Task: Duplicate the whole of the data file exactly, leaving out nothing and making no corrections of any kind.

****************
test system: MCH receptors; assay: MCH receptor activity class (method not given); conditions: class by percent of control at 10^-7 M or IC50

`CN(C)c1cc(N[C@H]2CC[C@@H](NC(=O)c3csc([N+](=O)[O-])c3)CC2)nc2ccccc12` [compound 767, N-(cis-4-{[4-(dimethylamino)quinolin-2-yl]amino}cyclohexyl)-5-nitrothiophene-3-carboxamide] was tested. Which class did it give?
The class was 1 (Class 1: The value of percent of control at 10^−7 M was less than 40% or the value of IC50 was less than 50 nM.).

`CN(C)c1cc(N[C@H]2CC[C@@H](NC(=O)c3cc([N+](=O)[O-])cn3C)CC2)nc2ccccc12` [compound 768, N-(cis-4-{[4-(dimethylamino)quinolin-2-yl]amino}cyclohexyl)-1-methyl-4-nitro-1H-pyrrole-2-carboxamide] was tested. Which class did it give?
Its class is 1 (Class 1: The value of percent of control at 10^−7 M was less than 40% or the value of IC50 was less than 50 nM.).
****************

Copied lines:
test system: MCH receptors; assay: MCH receptor activity class (method not given); conditions: class by percent of control at 10^-7 M or IC50

`CN(C)c1cc(N[C@H]2CC[C@@H](NC(=O)c3csc([N+](=O)[O-])c3)CC2)nc2ccccc12` [compound 767, N-(cis-4-{[4-(dimethylamino)quinolin-2-yl]amino}cyclohexyl)-5-nitrothiophene-3-carboxamide] was tested. Which class did it give?
The class was 1 (Class 1: The value of percent of control at 10^−7 M was less than 40% or the value of IC50 was less than 50 nM.).

`CN(C)c1cc(N[C@H]2CC[C@@H](NC(=O)c3cc([N+](=O)[O-])cn3C)CC2)nc2ccccc12` [compound 768, N-(cis-4-{[4-(dimethylamino)quinolin-2-yl]amino}cyclohexyl)-1-methyl-4-nitro-1H-pyrrole-2-carboxamide] was tested. Which class did it give?
Its class is 1 (Class 1: The value of percent of control at 10^−7 M was less than 40% or the value of IC50 was less than 50 nM.).